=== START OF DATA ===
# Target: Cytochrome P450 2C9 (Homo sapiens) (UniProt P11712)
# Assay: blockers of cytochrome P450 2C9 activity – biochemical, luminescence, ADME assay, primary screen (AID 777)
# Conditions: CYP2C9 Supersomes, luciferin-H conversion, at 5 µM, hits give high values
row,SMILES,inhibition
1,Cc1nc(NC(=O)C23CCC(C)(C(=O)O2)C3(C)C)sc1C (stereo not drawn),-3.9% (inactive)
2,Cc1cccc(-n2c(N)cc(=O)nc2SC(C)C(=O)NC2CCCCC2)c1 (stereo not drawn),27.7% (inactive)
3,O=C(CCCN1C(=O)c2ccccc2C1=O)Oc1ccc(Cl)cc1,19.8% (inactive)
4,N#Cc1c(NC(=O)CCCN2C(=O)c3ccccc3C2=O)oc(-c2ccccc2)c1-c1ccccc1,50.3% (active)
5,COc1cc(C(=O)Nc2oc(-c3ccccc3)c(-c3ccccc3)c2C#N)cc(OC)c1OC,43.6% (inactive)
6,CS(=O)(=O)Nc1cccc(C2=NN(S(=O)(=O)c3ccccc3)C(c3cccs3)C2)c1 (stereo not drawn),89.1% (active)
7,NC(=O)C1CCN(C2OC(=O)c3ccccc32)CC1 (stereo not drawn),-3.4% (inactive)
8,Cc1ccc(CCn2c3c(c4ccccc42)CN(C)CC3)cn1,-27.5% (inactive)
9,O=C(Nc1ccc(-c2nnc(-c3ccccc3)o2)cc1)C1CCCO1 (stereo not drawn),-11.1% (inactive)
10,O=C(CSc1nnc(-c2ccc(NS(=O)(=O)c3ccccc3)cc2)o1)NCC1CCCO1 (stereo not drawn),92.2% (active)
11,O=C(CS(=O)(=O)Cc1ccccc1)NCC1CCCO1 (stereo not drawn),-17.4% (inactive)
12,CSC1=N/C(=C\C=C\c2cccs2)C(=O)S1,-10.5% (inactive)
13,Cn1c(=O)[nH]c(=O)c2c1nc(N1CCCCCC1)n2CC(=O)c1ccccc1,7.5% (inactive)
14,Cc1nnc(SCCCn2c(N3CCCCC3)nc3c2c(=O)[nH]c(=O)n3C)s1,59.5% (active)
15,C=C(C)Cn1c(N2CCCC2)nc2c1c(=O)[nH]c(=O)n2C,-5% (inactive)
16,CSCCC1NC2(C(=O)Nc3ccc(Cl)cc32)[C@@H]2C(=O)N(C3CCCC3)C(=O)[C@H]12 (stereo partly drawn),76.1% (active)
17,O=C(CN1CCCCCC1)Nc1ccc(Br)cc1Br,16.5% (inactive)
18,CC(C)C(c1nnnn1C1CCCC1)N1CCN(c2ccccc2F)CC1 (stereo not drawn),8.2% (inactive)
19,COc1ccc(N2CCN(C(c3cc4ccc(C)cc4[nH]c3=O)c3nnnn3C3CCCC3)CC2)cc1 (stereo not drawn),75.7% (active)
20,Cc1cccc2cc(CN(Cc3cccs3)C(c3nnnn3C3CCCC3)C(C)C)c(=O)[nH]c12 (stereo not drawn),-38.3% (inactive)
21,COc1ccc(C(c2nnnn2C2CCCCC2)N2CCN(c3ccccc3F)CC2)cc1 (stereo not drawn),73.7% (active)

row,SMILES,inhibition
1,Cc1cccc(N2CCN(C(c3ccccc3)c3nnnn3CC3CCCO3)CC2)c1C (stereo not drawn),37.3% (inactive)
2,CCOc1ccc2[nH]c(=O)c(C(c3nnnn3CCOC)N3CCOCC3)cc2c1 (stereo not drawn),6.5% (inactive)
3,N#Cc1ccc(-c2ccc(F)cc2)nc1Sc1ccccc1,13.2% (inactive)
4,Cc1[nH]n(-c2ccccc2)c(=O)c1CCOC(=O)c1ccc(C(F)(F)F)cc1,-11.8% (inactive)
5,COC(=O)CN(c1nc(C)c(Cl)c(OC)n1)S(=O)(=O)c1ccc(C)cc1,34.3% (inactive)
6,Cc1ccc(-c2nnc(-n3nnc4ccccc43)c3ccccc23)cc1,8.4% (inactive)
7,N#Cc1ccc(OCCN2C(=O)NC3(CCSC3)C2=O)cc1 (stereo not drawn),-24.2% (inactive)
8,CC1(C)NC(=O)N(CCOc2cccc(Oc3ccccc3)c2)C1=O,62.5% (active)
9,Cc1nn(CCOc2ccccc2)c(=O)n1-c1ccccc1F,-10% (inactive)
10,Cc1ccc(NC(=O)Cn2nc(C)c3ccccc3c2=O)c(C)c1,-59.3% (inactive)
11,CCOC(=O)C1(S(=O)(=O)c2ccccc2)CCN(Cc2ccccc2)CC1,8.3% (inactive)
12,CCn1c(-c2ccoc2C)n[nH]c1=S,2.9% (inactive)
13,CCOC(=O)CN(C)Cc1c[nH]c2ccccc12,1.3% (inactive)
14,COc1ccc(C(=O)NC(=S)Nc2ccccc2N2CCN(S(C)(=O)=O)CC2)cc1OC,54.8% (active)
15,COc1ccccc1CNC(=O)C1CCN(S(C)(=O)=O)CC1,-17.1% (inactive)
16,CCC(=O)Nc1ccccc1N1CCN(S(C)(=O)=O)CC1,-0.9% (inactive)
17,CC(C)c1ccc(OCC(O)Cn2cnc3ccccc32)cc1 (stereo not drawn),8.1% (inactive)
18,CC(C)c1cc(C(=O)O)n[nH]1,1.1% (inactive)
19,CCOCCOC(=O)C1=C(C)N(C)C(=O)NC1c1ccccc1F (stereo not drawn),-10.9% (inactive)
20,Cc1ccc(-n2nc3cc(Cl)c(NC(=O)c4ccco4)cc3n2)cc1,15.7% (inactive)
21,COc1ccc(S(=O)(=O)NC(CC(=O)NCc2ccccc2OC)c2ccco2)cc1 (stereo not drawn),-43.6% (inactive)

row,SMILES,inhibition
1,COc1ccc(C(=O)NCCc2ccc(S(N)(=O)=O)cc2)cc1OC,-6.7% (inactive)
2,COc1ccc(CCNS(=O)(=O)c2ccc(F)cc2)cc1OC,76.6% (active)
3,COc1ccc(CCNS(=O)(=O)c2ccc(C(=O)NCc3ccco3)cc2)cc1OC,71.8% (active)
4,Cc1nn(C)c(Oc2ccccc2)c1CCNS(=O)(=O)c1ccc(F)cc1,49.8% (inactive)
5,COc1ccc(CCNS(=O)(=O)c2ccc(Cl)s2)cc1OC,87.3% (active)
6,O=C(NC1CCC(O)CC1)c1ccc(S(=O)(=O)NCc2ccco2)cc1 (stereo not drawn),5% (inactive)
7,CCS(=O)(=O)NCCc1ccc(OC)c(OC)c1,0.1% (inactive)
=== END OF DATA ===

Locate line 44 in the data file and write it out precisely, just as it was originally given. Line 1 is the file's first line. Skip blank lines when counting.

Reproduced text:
18,CC(C)c1cc(C(=O)O)n[nH]1,1.1% (inactive)